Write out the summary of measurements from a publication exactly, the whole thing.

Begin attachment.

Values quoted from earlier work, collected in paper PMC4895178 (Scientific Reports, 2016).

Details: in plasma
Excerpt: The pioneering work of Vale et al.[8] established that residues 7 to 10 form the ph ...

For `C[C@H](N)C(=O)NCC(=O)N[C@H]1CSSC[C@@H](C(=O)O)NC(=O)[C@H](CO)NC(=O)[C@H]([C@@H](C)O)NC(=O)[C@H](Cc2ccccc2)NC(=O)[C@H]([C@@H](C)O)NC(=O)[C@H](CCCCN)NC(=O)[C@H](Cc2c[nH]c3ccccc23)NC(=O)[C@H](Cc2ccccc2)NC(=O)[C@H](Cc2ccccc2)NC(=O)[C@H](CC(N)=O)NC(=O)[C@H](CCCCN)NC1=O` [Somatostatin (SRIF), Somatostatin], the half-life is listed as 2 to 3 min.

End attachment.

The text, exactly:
Values quoted from earlier work, collected in paper PMC4895178 (Scientific Reports, 2016).

Details: in plasma
Excerpt: The pioneering work of Vale et al.[8] established that residues 7 to 10 form the ph ...

For `C[C@H](N)C(=O)NCC(=O)N[C@H]1CSSC[C@@H](C(=O)O)NC(=O)[C@H](CO)NC(=O)[C@H]([C@@H](C)O)NC(=O)[C@H](Cc2ccccc2)NC(=O)[C@H]([C@@H](C)O)NC(=O)[C@H](CCCCN)NC(=O)[C@H](Cc2c[nH]c3ccccc23)NC(=O)[C@H](Cc2ccccc2)NC(=O)[C@H](Cc2ccccc2)NC(=O)[C@H](CC(N)=O)NC(=O)[C@H](CCCCN)NC1=O` [Somatostatin (SRIF), Somatostatin], the half-life is listed as 2 to 3 min.